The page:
Last Sunday’s Photo Challenge showed the eagle on the front of Brandy Melville, on Main Street. Tons of readers responded with memories of what that building has been in years past — among others, a jewelry store, ice cream shop, crystal store, salon and travel agency. It was connected on the 2nd floor to Chez Pierre, a popular French restaurant next door.
But only Jill Turner Odice sent an illustration.
Judging from the car, it’s 1964. Judging from the view, it’s timeless.
The New Yorker has named its 36 best films of 2020.
Checking in at #30: “Gatsby in Connecticut.”
The magazine writes:
In this engaging rabbit-hole documentary, a nonprofessional filmmaker [Robert Steven Williams] pursues his obsession with “The Great Gatsby,” tracing key elements of Fitzgerald’s story to Westport, Connecticut—and connecting with a writer who published a related report in The New Yorker.
Appearing on any Top Films list a great accomplishment. But this is doubly impressive: It’s the New Yorker.
And it includes all releases this past year. Not just independent films. Not just documentaries. Every movie you could have streamed anywhere, or seen in a theater (for the 2 months in early 2020 when there were such things).
Congratulations, Robert! F. Scott, Zelda, Jay, Nick and Daisy would be proud.
(Click here for the full New Yorker story. Hat tip: Dick Lowenstein)
“All Things Warm” is the name of Westport VFW Post 399’s winter drive. They’re collecting new and gently used warm clothing and blankets, for veterans their families.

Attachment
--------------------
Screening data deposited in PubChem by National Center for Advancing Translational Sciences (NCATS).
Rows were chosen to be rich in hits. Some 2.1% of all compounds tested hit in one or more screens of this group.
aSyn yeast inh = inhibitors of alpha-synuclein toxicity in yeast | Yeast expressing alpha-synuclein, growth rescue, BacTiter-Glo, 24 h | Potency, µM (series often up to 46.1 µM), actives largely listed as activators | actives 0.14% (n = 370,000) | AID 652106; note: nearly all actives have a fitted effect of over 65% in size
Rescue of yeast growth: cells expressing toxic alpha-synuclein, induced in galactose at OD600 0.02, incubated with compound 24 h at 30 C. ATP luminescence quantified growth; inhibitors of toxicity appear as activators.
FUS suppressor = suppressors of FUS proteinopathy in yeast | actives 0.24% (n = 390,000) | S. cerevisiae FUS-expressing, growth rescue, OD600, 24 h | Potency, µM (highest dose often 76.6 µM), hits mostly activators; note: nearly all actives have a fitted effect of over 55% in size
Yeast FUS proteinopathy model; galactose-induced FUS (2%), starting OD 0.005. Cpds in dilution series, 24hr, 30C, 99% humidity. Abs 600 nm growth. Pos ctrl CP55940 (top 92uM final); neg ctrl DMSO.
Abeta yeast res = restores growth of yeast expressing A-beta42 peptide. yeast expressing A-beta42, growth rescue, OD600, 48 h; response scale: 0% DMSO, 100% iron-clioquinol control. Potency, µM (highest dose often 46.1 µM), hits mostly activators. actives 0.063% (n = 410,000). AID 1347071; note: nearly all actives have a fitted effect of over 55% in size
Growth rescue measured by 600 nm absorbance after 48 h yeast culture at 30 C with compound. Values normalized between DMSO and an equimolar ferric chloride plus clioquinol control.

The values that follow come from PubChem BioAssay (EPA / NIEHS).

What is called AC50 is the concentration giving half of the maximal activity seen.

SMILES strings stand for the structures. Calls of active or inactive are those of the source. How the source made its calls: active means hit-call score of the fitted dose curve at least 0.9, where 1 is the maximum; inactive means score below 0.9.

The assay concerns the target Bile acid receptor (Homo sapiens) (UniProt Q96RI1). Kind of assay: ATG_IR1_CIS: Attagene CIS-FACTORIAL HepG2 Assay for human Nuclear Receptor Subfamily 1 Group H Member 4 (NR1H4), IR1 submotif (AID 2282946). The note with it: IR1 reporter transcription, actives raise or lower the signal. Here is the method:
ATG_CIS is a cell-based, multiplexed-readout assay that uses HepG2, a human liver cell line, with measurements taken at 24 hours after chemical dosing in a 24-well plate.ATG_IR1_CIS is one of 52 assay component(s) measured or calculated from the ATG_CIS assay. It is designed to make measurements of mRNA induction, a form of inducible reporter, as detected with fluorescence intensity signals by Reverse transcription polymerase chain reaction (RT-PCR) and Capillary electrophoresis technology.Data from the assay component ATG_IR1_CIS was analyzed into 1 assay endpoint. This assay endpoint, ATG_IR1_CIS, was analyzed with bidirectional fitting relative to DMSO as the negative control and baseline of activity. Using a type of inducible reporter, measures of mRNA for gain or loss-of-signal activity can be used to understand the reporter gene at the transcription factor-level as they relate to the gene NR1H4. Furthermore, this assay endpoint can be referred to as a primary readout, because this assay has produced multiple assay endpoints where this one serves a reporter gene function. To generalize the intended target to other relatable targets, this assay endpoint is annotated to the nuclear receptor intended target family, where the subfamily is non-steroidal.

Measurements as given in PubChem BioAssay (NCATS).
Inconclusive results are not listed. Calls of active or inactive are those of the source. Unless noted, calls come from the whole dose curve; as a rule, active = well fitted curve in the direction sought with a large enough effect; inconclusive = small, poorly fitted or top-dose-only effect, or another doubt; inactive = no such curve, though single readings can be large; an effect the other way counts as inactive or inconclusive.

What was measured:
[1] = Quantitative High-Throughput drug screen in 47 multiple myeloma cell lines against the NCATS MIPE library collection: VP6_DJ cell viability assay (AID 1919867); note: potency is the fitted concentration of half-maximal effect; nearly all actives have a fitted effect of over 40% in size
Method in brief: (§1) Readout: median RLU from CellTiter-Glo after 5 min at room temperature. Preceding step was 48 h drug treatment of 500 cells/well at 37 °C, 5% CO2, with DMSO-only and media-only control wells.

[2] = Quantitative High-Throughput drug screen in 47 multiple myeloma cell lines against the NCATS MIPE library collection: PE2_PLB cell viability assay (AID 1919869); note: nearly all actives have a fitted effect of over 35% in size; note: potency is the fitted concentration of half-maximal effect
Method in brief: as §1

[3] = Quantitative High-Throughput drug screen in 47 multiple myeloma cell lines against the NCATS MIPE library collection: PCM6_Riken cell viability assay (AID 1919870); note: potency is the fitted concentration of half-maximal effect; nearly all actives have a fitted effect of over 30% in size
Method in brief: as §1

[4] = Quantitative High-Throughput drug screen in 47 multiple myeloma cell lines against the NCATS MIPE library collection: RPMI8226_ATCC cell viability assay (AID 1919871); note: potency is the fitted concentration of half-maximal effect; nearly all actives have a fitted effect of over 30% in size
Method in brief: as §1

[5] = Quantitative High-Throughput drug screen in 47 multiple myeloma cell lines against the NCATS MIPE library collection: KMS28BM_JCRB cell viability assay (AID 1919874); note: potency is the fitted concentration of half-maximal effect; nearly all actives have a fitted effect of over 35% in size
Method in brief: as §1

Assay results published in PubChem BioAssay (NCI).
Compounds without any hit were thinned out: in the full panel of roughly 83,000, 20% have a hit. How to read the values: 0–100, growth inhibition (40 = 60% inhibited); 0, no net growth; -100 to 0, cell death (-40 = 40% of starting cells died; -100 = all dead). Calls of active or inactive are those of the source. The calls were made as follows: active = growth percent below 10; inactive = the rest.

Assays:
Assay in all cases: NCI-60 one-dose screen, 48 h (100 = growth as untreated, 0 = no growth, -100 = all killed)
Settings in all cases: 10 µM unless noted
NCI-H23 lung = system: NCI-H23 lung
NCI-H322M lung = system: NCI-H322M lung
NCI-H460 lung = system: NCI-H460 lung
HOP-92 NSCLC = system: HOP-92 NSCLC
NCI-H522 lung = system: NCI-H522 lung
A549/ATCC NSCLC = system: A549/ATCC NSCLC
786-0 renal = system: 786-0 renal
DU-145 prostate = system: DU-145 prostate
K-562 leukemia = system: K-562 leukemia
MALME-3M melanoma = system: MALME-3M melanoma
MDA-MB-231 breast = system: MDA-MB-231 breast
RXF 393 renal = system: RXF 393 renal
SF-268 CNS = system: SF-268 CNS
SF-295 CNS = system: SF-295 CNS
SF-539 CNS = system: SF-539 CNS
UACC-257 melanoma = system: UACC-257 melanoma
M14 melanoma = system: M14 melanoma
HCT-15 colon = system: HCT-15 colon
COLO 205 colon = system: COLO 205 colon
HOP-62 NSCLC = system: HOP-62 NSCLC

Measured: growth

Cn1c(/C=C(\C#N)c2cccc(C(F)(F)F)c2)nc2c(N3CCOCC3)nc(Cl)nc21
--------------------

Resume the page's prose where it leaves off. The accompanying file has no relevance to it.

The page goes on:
Coats, hats, scarves, gloves, mittens, sweaters, thermals, winter socks, pajamas, boots — if it’s warm, they want it.
Drop-offs are accepted at the VFW Post (465 Riverside Avenue, at the Saugatuck Avenue split) through December 19.
VFW on Riverside Avenue
Emma Dantas — a Staples High School senior — is co-president of the Yale New Haven Hospital Junior Board. The institution is on the front lines fighting COVID. They need our help — and you can do it in a guilty-pleasure way.
Just buy lunch or dinner at Shake Shack in Westport, Darien or New Haven this Monday (December 7) between 11 a.m. and 8 p.m. Use the code “DONATION” at checkout — on the app, online or in person.
25% of the price of your order will go to Yale New Haven Hospital. It’s incredibly easy — and important. Tasty, too!
(Photo courtesy of Westport Patch)
And finally … on this date in 1933, the 21st Amendment to the US Constitution was ratified. It repealed the 18th Amendment — in other words, it ended Prohibition.
Plenty of songs lamented the decade-plus ban on alcohol. Among the most famous: Bessie Smith’s 1928 “Me and My Gin,” and Louis Armstrong’s 1929 “Knockin’ a Jug,” with Jack Teagarden. The latter is one of the first major recorded collaborations of black and white musicians — and its title comes from an empty gallon of whiskey Armstrong saw in the studio. It was full when the session started.